Skip to comments.The Biggest Missing Story in Politics - One Year Update
Posted on 08/20/2009 10:42:20 PM PDT by Scanian
August 25, 2008, just about one year ago, my article on those Battleground Polls -- which have routinely shown for many years that about sixty percent of Americans are "conservatives" -- stirred up quite a ruckus. If my analysis is right, then that would explain Democrat hysteria over the town hall meetings in America as the revelation that the Left is just a small minority of Americans who have insinuated themselves into the chokepoints of information, education, entertainment, and policy in American society.
Gallup, which has also polled the ideology of Americans, has presented the data in a much murkier way. While the Battleground Poll allows respondents six options -- "very conservative," "somewhat conservative," "moderate," "unsure," "somewhat liberal," and "very liberal," the Gallup asks (or reveals) only whether respondents identify themselves as "conservative," "moderate," or "liberal." Nevertheless, three Gallup Polls this summer have shown just how profoundly conservative Americans are. On June 15, for example, Gallup revealed that conservatives are the largest ideological group in America: 40% of us call ourselves conservative, 35% of us call ourselves moderates, and 21% of us call ourselves liberal. Moreover, Gallup shows that since 1992 conservatives have become an increasingly larger share of America.
Then, on July 6, Gallup revealed that Democrats were becoming more conservative, independents were becoming more conservative, and Republicans were becoming dramatically more conservative (a whopping 58% of Republicans said that they had become more conservative in the last few years.) Viewed from every angle, both Gallup and the Battleground poll identify conservatives as the largest ideological group in America and a group that is growing fast.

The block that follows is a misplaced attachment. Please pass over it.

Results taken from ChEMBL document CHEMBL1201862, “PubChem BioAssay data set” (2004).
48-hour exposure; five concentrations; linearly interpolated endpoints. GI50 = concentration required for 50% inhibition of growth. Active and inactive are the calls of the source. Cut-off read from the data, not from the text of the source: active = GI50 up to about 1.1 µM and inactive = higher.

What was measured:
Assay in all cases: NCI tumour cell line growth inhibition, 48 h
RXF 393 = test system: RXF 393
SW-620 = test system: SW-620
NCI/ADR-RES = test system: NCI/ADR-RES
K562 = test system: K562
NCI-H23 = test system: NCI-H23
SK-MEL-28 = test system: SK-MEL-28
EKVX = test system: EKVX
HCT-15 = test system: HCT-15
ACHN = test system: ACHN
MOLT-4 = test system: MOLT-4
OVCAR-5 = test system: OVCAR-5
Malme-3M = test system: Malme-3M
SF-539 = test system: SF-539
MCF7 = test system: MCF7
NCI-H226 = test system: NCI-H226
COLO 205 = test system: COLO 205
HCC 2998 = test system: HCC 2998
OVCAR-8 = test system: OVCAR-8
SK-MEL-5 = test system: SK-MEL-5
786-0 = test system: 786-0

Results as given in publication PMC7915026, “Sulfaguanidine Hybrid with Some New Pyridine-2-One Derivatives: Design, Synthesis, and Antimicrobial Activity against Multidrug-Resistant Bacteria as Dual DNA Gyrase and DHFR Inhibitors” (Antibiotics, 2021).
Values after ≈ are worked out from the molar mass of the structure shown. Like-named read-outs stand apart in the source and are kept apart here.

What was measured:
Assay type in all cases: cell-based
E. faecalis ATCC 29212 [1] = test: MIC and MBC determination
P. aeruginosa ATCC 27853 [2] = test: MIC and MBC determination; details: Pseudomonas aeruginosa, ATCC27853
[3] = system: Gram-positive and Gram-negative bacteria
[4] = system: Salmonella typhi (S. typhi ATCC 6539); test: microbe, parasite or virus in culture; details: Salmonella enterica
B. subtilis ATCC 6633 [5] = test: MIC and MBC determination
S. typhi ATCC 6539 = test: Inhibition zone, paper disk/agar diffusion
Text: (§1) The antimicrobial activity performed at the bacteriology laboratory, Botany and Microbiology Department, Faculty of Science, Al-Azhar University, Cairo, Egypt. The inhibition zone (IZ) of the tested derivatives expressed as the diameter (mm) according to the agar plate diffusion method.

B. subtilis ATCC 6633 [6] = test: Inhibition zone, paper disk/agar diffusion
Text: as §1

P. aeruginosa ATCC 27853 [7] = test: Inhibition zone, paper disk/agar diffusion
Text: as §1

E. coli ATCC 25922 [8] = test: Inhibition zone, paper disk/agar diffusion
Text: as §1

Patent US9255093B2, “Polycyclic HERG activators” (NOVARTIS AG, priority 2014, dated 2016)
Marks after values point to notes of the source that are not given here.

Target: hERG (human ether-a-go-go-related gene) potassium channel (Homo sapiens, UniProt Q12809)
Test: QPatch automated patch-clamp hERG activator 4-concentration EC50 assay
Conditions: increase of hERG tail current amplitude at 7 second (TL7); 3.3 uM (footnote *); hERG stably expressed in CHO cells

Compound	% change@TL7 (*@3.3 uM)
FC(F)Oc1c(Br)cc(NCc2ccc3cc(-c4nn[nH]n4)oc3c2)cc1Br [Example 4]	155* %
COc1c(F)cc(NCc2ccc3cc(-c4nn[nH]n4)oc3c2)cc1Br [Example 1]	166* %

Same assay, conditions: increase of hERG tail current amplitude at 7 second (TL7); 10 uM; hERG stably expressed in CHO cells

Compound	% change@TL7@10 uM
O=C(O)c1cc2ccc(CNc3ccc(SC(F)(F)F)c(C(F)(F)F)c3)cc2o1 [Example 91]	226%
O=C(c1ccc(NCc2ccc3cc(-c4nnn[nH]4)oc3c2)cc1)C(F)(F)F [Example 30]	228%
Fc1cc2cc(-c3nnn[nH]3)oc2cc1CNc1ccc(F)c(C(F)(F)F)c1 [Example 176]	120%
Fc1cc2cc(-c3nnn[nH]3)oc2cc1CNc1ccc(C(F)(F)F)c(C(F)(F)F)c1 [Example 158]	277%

The most fascinating poll, however, was revealed by Gallup on August 14. The impact appears deliberately downplayed by Gallup. The title of the article simply states that the conservative ideology prevails
(Excerpt) Read more at americanthinker.com ...
I think the first principle is that in politics you are either on defense or on offense and defense is a very bad place to be. Much of being on offense comes from taking charge of the language and thus taking charge of the debate. We all know that election advisers there candidates to define their adversary before he can define himself. And so it is with the issues as well.
There is a great story of Gertrude Stein who was approached by her acolytes on her deathbed and they asked "Gertrude Gertrude what is the answer." The great philosopher rose up on her elbows and croaked, "what is the question?" As any attorney knows, if you asked the right question you're going to get the right answer but if you asked the wrong question you get the wrong answer. The job of the candidate or the candidate's adviser is to ask the right questions that is to structure the debate on turf favorable to your side.
So long as Republicans are defending themselves against charges of stealing grandma's Social Security check they are on the defensive and they are losing. Obama just found that out when he had to defend itself on charges of pushing grandma off on the ice flow. I have been saying since before the election that the subject for debate for Republicans is liberty and if you look at the health care debate you will see that it is about liberty, freedom to choose etc. You also see that we are winning that debate and the Democrats clearly have got themselves on the wrong side of the issue.
Interestingly, if you listen to Rush Limbaugh you almost never hear him telling America that they have to repeal Social Security and observe the constitutional limits on federal power. He talks about people's freedom to smoke, to drive the car they want, to have the lightbulbs they want, to say what they want. He paints the left as a set of control freaks.